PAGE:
• 4. Communicate effectively through writing and speaking
  • 5. Recognize, analyze, and evaluate arguments
  • 7. Recognize, analyze, and evaluate arguments
  • 8. Identify and assess one’s values, interests, and abilities
  • 10. Interpret quantitative information or demonstrate the methods of inquiry appropriate for investigating the natural world
  • 12. Cultivate and maintain interpersonal relationships and networks
  • 14. Practice continual improvement of one’s whole person and seek and utilize feedback
  • 16. Demonstrate honorable and ethical behavior and civic engagement

Along the Beaches of Normandy


Credit: “Omaha Beach” by Anton Bielousov is licensed under  CC BY 2.0

This past July I studied abroad in Caen, France, a small city in the northwestern region of Normandy. For three weeks I was able to immerse myself with the locals and delve into the language and the long and important history of the region.

I had been eagerly looking forwards to this experience as I have traveled to France before but had mostly seen Paris and a few other small cities in the South. This experience was longer, academic, and eye opening.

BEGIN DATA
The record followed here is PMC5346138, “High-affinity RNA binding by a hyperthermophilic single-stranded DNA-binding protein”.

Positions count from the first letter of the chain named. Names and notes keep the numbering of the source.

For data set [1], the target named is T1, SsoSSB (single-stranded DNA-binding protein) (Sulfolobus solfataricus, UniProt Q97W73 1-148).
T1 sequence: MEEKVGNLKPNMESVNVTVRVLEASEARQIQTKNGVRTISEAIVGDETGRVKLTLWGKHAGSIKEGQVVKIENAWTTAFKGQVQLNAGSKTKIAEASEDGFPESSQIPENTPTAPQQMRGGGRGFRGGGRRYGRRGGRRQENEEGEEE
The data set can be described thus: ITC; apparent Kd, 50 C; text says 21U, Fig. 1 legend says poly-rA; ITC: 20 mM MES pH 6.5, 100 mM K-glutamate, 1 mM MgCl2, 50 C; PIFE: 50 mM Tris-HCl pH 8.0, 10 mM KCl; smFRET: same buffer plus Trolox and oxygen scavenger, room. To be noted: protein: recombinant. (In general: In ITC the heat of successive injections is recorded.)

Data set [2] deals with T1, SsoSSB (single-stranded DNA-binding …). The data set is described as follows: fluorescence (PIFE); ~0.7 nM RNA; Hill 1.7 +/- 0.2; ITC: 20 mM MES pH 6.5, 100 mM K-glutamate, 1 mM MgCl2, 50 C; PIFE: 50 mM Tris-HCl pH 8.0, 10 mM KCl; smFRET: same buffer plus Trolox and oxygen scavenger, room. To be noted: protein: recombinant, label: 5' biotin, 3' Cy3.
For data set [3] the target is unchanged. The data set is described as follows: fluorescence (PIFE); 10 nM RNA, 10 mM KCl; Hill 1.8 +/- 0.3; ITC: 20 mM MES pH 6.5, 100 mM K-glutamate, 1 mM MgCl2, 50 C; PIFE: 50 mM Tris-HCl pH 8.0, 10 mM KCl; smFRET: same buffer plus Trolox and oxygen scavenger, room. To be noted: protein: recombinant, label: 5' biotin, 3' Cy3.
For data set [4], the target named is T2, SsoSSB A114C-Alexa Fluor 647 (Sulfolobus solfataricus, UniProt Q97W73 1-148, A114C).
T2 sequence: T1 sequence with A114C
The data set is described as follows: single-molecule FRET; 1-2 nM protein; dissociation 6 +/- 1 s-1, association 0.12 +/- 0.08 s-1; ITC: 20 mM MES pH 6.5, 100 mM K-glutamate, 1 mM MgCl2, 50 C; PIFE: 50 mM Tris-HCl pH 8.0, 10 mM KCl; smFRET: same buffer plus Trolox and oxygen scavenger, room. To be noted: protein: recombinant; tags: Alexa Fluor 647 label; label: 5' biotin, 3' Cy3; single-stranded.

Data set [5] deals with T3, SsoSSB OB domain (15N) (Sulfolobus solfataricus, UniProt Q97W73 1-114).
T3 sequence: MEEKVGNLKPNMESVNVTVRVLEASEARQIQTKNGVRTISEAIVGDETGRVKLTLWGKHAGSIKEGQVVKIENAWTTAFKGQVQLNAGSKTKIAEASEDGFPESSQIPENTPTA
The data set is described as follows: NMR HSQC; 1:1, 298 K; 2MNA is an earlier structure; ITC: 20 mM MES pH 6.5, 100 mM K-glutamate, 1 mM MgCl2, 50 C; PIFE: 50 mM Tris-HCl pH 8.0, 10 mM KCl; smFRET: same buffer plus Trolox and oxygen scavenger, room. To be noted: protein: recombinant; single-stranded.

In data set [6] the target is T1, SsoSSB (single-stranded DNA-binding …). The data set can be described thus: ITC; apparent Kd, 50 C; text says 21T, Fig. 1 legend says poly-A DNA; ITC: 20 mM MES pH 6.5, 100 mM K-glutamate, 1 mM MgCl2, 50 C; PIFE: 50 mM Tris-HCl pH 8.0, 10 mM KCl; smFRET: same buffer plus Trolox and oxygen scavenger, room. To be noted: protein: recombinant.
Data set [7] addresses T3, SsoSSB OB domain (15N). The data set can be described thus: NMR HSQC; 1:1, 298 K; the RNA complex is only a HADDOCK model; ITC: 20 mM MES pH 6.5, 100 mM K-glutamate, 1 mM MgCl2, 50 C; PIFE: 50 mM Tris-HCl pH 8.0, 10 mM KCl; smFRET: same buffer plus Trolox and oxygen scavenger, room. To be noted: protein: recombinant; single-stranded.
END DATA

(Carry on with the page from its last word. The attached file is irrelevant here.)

I have studied French since the eighth grade and it is now my minor at Agnes Scott as well as my third spoken language. Studying this language is something I value culturally and globally in being able to communicate and learn from more people around this world. At the end of my studies, I took the DELF exam which is the French exam for non-native French speakers. I passed the B2 level meaning that if, in the future, I decide to pursue more education in France, I would be considered fluent enough to take French classes with no assistance. This has sparked my interest and curiosity in possibly completing a masters in France.

Apart from the language, I learned a vast amount about the culture and patrimony of Normandy. The program frequently took us to excursions around the city of Caen explaining how they rebuilt after World War II as well as showing us the important buildings and figures that withstood the war and are still standing to this day. They varied from family homes to the religious and impressive abbeys. Throughout it all, it was as if I was traveling back in time to the simpler countryside of France that overlooks the Atlantic Ocean.

Credit “L’étrat” by Iara Moran is licensed under CC BY 4.0

Now that I’m back in the United States, I did have a bit of a cultural readjustment from simple things such as how strong the air conditioning is here, and also larger things such as the pace and enjoyment of life which seems much more rushed here. I enjoy sharing my experience with other students and faculty, especially those in my French literature class where we are reading about French Female writers and one in particular, Annie Erneaux, who is from Normandy and so my class in France studied her and her works greatly and now I can connect what I learn from both classes in France and back at Agnes Scott.